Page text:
May 2022

U.S. Business Mission to Egypt

U.S. Business Mission to Egypt

"GreenTech Business Mission to Egypt"
May 15 - 17, 2022 | Cairo, Egypt

AmCham Egypt In Partnership with The U.S. Chamber of Commerce held the GreenTech Business Mission to Egypt

As Egypt prepares to host COP27 on behalf of the African continent this November, AmCham Egypt, and the U.S. Chamber of Commerce, leveraged their strong track record of convening U.S. business leaders with key government stakeholders to organize and host a GreenTech Business Delegation to Egypt.

The Mission featured a series of Events and Limited Sectoral Roundtable Discussions with:

H.E. Dr. Mostafa Madbouli
Egypt's Prime Minister
And Members of the Egyptian Cabinet
Leading the Mission from the U.S. side:
Ambassador David Thorne
Senior Advisor
Office of the U.S. Special Presidential Envoy for Climate
Jake Levine
Chief Climate Officer
U.S. International Development Finance Corporation

The Delegation comprised of senior representation from leading U.S. Government Financing Agencies and other organizations, including; Export Import Bank of the United States (Ex-Im Bank), United States Agency for International Development (USAID), United States Trade and Development Agency (USTDA).

In addition to Senior U.S. Government Representatives from the Departments of State, Commerce and Energy. Participating as part of the delegation are senior representatives from U.S. companies and financial institutions across a wide array of sector focuses, including but not limited to energy, power, healthcare, agriculture, aviation, construction, digital, transportation, and water resources management.

The first U.S. GreenTech Mission to Egypt stressed cooperation, the government's eco-friendly strategy, projects and financing needs.

Achieving the 1.5 degrees Celsius climate target of the Paris Agreement by 2030 will be essential for averting irreversible disasters, and it will require significant investment in eco-friendly projects. "Egypt is one of the countries greatly affected by climate change," said Prime Minister Mostafa Madbouly during the first U.S. GreenTech Mission to Egypt, held May 14-17. "As an emerging economy with a growing population, we need to have stable and predictable energy sources."

Highlighting the government's plans, projects and evolving investor-friendly climate, the business mission was organized by the American Chamber of Commerce in Egypt (AmCham Egypt), the U.S Chamber of Commerce, and the Office of the U.S Special Presidential Envoy for Climate. Madbouly noted, "This event is a continuation of our Strategic Dialogue meeting in November in [the United States] when we formed the Egypt-U.S. Working Group on Climate.”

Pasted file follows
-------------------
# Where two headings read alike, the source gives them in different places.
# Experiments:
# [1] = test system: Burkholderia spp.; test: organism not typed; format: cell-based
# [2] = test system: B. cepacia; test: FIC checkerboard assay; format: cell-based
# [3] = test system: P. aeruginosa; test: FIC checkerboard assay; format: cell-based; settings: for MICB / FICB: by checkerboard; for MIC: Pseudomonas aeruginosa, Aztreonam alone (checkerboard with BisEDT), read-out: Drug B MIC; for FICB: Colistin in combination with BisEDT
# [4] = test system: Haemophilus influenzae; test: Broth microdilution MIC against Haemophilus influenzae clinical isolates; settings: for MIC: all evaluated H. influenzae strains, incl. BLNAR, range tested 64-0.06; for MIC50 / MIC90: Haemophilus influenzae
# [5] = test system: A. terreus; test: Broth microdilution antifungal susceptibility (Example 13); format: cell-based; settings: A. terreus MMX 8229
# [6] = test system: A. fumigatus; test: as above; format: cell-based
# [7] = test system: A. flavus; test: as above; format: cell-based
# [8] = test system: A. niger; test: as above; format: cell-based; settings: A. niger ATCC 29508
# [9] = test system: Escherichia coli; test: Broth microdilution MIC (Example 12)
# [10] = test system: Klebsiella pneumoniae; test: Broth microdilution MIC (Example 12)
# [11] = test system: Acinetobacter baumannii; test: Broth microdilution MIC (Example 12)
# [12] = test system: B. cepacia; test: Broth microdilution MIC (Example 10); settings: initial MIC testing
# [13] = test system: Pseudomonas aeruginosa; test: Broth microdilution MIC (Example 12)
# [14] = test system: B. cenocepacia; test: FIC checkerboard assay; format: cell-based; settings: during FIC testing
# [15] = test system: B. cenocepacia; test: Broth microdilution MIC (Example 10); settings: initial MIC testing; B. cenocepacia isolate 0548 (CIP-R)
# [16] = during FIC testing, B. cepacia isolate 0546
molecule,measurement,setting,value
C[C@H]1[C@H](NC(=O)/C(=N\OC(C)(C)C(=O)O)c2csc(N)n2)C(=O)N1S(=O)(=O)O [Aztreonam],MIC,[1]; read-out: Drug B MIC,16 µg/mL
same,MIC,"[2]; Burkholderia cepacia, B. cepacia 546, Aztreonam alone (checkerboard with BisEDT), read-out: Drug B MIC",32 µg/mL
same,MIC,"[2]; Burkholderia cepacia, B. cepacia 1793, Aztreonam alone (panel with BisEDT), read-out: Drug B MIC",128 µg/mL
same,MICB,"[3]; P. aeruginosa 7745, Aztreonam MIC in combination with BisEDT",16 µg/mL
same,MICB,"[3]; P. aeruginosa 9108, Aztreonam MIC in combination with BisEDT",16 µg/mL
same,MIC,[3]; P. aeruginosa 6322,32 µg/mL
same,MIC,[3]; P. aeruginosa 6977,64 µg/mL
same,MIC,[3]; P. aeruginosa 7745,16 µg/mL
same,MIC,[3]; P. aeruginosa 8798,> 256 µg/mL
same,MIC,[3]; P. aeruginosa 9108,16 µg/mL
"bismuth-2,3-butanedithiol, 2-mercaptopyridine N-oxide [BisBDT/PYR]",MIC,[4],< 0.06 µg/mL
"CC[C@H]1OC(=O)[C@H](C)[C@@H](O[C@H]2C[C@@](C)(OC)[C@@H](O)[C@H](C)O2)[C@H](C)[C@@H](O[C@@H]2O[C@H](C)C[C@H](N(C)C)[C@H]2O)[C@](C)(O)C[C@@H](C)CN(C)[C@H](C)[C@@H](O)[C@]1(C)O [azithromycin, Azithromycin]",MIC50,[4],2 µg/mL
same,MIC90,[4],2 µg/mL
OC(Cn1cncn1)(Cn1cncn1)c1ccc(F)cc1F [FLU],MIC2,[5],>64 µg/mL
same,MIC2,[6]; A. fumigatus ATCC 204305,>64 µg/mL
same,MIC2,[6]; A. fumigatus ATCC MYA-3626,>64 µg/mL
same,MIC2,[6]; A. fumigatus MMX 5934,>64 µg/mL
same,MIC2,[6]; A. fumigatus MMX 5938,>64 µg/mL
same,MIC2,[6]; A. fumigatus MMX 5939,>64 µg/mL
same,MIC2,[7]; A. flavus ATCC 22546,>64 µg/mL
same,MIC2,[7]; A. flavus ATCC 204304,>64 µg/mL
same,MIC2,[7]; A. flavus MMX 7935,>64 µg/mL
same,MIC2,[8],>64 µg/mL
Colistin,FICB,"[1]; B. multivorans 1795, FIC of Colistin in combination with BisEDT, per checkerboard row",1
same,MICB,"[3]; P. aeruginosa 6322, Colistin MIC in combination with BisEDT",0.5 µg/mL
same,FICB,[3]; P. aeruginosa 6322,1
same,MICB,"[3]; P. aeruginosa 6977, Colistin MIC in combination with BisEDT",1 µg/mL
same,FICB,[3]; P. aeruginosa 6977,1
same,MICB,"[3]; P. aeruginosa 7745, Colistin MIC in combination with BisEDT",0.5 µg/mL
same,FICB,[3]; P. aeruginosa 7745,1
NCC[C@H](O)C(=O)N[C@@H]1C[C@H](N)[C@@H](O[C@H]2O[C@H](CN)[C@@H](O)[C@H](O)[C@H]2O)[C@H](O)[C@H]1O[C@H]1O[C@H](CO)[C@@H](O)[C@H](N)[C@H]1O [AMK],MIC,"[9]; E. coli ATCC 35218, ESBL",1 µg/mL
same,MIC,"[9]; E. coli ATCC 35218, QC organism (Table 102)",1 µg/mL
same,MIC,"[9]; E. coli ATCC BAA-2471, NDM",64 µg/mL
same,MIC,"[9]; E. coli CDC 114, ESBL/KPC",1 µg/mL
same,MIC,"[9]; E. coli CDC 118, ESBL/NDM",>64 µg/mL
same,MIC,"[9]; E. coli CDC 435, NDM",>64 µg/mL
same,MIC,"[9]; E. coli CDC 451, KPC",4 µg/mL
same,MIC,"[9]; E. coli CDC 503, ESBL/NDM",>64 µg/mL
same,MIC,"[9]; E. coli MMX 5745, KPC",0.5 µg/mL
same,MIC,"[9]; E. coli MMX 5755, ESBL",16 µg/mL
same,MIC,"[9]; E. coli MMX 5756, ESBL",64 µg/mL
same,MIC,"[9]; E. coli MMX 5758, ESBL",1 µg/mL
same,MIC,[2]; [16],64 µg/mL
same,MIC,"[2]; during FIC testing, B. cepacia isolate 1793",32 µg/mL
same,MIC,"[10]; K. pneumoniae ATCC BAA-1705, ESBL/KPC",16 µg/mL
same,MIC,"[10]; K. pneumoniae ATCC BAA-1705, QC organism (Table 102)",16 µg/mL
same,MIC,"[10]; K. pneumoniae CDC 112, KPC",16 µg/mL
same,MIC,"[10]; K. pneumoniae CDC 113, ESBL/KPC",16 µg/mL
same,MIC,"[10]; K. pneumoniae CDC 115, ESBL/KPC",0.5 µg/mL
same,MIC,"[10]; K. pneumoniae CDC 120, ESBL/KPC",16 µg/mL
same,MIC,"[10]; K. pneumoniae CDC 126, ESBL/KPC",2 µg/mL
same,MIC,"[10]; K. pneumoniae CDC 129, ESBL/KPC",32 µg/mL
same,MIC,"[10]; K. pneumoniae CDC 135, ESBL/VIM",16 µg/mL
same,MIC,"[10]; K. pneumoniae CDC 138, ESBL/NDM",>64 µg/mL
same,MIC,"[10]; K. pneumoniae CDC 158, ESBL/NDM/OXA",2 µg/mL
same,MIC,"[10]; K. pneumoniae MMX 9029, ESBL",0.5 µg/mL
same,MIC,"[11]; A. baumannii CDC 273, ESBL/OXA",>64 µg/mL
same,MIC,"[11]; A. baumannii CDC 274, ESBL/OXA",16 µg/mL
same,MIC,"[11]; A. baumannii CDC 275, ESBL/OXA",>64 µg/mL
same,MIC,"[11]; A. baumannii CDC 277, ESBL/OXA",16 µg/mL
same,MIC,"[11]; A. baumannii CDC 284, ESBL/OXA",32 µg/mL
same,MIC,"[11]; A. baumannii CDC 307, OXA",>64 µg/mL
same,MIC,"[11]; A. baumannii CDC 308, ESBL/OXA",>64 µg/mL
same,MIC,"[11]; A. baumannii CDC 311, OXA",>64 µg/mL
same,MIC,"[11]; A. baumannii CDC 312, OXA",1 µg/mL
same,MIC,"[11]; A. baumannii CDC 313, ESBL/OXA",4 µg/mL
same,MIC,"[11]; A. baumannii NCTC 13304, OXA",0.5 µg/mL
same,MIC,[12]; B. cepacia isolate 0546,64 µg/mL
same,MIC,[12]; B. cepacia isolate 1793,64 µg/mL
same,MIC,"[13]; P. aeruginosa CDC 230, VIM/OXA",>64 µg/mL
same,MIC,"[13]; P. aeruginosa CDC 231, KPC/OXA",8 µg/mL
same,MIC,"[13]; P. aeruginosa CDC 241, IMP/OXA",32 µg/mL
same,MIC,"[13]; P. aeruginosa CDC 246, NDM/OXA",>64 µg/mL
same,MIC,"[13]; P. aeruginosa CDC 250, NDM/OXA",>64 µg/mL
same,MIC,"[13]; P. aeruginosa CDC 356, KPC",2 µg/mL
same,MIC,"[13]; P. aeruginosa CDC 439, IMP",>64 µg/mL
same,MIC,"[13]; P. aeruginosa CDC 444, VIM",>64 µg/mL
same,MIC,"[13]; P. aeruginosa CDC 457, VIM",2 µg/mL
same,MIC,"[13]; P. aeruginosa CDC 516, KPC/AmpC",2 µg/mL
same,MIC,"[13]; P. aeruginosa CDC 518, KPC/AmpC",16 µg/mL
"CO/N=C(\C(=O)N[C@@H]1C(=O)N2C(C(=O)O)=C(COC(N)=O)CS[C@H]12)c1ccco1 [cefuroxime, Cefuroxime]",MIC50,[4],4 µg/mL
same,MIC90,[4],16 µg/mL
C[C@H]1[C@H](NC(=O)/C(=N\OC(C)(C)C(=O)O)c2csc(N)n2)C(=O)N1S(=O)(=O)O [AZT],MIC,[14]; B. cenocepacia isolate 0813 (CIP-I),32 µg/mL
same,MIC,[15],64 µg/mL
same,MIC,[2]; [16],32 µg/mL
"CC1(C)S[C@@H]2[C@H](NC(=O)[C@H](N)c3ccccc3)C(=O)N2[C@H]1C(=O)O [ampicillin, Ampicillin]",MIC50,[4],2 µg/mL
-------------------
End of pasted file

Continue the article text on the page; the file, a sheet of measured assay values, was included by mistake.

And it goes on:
Government strategy

The prime minister said the government has several plans in progress to make Egypt a sustainable, eco-friendly economy. The first is the Sustainable Development Strategy 2030 to have renewable energy sources account for 42% of the country’s electricity supply by 2035, up from the current 20%. Also, the state recently finalized Egypt's first Comprehensive National Climate Change Strategy 2050.

The government's priority investments are green hydrogen, sustainable transportation via natural gas and electric vehicles, and an integrated solid waste management program. "Those projects represent our [climate] mitigation strategy," Madbouly said.

On the adaptation side, the government is implementing several projects to protect shorelines and surrounding land. In addition, there are several desalination projects, and Egypt is working toward resilient agriculture.

Long term, the government plans investments in green hydrogen and decarbonizing high polluting sectors, including oil and gas, steel, cement and agriculture, Madbouly said. The government also wants to localize some eco-friendly industries, including the production of electric vehicles.

Realizing that such eco-friendly projects would require innovative solutions, Madbouly said all laws relating to intellectual property rights (IPR) are under review. "We tasked a cross-ministerial committee to develop an IPR Strategy to [ultimately] improve our ranking on the IPR Index,” he said. "In addition to reforming our IPR ecosystem, we will also raise public awareness of the importance of IPR."

GreenTech cooperation

Cooperating with the United States is essential to stimulate more eco-friendly investment in Egypt and finance government and domestic private sector projects. "This mission constitutes a step in the right direction regarding efforts to transform climate pledges into reality on the ground," said Sameh Shoukry, Egypt's minister of foreign affairs and COP27 president-designate, during the U.S. GreenTech Mission.

He stressed Egypt's government sees that "current economic models are not sustainable" and the way forward is a "just green transition." Shoukry noted that expediting eco-friendly projects across all sectors is crucial: "The sooner we shift toward a greener economy, a more sustainable consumption and production pattern, the quicker we will be able to harness the opportunities presented by such a shift."

David Thorne, senior adviser to U.S Special Presidential Envoy for Climate John Kerry, praised the government's recent decision to increase the private sector’s contribution to GDP to 65% over the next three years. "Egypt has been taking important actions regarding boosting the role of the private sector, which is very important for the country's economy. Governments can't [combat climate change] without the full partnership of the private sector," he said.

Eco-friendly and sustainable projects will continue to boom as governments and companies meet their climate obligations and pledges. "Green investment is a huge business opportunity," said Thorne. "Those who get in early will enjoy huge investment benefits."

Fuel for the future

The push for clean energy developments and pressure from governments and international organizations have put the oil and gas sector under the spotlight. Not only is the industry being called upon to decarbonize extraction operations, but its end products emit environmentally harmful gasses when used. However, economies can't simply discard fossil fuels in the short term. "Oil and gas would be needed in a transitional way," said Minister of Petroleum and Mineral Resources Tarek El Molla during the mission.

For Egypt, the priority is to increase investment in liquefied natural gas (LNG) during the current transitional period, as natural gas is considered the cleanest-burning fossil fuel. The East Mediterranean Gas Forum should be an ideal platform to attract investors in everything from natural gas extraction to exporting to Europe and MENA. El Molla labeled the forum a "success story" in consolidating energy efforts in the region.